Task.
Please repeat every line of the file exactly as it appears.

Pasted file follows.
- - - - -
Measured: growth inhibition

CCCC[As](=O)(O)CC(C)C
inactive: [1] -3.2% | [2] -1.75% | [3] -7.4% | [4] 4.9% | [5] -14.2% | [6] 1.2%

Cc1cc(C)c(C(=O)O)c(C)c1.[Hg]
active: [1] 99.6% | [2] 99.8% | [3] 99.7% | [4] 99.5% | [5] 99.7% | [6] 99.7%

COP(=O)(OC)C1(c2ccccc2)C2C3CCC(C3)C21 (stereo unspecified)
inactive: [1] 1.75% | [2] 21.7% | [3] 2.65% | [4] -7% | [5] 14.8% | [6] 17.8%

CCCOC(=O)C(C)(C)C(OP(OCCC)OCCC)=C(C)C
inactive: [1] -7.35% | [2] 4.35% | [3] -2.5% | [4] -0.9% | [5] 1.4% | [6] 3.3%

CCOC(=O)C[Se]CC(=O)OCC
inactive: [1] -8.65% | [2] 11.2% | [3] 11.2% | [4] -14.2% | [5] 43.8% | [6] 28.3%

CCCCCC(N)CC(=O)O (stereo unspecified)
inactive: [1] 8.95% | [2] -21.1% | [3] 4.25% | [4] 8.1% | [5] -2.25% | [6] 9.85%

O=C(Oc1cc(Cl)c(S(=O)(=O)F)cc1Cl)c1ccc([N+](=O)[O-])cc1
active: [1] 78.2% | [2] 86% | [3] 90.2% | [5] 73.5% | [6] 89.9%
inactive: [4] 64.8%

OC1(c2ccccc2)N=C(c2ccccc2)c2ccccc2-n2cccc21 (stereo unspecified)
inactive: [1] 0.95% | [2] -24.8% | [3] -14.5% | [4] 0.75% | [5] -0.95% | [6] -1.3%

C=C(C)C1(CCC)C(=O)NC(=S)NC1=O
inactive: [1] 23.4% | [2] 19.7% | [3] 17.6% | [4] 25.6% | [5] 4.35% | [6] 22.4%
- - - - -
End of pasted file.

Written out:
Measured: growth inhibition

CCCC[As](=O)(O)CC(C)C
inactive: [1] -3.2% | [2] -1.75% | [3] -7.4% | [4] 4.9% | [5] -14.2% | [6] 1.2%

Cc1cc(C)c(C(=O)O)c(C)c1.[Hg]
active: [1] 99.6% | [2] 99.8% | [3] 99.7% | [4] 99.5% | [5] 99.7% | [6] 99.7%

COP(=O)(OC)C1(c2ccccc2)C2C3CCC(C3)C21 (stereo unspecified)
inactive: [1] 1.75% | [2] 21.7% | [3] 2.65% | [4] -7% | [5] 14.8% | [6] 17.8%

CCCOC(=O)C(C)(C)C(OP(OCCC)OCCC)=C(C)C
inactive: [1] -7.35% | [2] 4.35% | [3] -2.5% | [4] -0.9% | [5] 1.4% | [6] 3.3%

CCOC(=O)C[Se]CC(=O)OCC
inactive: [1] -8.65% | [2] 11.2% | [3] 11.2% | [4] -14.2% | [5] 43.8% | [6] 28.3%

CCCCCC(N)CC(=O)O (stereo unspecified)
inactive: [1] 8.95% | [2] -21.1% | [3] 4.25% | [4] 8.1% | [5] -2.25% | [6] 9.85%

O=C(Oc1cc(Cl)c(S(=O)(=O)F)cc1Cl)c1ccc([N+](=O)[O-])cc1
active: [1] 78.2% | [2] 86% | [3] 90.2% | [5] 73.5% | [6] 89.9%
inactive: [4] 64.8%

OC1(c2ccccc2)N=C(c2ccccc2)c2ccccc2-n2cccc21 (stereo unspecified)
inactive: [1] 0.95% | [2] -24.8% | [3] -14.5% | [4] 0.75% | [5] -0.95% | [6] -1.3%

C=C(C)C1(CCC)C(=O)NC(=S)NC1=O
inactive: [1] 23.4% | [2] 19.7% | [3] 17.6% | [4] 25.6% | [5] 4.35% | [6] 22.4%